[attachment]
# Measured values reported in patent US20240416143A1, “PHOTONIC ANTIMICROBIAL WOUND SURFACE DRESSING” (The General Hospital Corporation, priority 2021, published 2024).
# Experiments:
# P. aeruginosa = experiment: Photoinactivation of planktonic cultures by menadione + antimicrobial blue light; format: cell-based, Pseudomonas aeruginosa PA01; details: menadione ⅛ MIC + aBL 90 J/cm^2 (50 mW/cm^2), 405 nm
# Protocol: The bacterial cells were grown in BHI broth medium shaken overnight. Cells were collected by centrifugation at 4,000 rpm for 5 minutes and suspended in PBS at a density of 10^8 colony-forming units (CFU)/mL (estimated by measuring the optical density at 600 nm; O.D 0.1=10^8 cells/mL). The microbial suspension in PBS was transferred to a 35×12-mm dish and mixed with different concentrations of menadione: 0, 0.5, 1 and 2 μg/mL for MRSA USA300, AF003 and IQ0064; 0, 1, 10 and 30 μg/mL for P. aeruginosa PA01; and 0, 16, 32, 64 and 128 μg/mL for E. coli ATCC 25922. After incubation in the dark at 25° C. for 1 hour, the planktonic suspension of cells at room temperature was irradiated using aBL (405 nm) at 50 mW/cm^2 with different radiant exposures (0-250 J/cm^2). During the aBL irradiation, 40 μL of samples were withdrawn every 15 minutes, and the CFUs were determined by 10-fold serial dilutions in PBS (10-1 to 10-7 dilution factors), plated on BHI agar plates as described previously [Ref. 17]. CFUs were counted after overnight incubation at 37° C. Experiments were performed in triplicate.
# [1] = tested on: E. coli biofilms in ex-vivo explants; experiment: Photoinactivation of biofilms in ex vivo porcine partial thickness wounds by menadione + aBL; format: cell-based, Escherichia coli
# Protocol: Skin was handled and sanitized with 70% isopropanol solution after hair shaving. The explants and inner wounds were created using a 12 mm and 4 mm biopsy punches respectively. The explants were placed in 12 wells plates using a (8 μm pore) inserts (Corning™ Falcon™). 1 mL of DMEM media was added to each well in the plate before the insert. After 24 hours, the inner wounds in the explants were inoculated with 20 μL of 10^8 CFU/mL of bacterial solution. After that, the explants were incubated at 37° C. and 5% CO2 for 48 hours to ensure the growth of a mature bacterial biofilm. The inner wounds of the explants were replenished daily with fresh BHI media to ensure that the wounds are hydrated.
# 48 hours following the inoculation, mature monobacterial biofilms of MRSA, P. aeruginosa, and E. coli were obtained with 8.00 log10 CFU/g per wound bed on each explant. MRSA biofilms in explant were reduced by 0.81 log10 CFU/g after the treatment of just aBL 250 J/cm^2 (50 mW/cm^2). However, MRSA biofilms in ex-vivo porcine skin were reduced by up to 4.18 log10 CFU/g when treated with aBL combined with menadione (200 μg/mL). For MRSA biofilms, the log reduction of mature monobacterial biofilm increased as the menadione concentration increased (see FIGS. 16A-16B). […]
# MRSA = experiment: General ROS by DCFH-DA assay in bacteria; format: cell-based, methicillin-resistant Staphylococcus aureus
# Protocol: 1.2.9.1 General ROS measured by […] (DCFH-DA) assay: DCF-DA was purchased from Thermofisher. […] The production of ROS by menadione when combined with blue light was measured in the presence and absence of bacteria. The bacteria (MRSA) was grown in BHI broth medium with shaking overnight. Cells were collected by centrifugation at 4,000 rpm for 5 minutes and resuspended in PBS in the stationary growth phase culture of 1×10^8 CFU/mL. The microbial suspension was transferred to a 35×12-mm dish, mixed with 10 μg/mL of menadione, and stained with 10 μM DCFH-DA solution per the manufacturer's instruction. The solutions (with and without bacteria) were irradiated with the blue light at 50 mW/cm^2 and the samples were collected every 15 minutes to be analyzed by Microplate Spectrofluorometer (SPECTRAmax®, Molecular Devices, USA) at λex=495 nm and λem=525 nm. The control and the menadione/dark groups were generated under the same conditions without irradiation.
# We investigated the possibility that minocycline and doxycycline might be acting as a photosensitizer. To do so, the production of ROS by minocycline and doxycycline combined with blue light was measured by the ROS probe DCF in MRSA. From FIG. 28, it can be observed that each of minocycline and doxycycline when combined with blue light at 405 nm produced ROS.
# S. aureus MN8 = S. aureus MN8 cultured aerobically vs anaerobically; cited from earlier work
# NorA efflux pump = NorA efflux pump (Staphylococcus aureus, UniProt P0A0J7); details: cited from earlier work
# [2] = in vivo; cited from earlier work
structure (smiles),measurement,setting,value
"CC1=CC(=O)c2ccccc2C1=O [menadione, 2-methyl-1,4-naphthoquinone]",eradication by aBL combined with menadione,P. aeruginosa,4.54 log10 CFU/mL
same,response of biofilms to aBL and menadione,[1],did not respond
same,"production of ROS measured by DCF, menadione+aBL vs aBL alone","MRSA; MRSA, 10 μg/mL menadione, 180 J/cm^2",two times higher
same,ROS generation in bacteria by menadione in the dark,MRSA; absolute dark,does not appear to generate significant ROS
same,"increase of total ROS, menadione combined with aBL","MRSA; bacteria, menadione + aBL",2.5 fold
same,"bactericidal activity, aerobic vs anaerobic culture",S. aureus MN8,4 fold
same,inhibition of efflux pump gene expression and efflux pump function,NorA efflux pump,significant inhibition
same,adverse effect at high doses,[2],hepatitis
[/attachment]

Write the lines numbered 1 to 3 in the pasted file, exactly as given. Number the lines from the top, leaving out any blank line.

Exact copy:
# Measured values reported in patent US20240416143A1, “PHOTONIC ANTIMICROBIAL WOUND SURFACE DRESSING” (The General Hospital Corporation, priority 2021, published 2024).
# Experiments:
# P. aeruginosa = experiment: Photoinactivation of planktonic cultures by menadione + antimicrobial blue light; format: cell-based, Pseudomonas aeruginosa PA01; details: menadione ⅛ MIC + aBL 90 J/cm^2 (50 mW/cm^2), 405 nm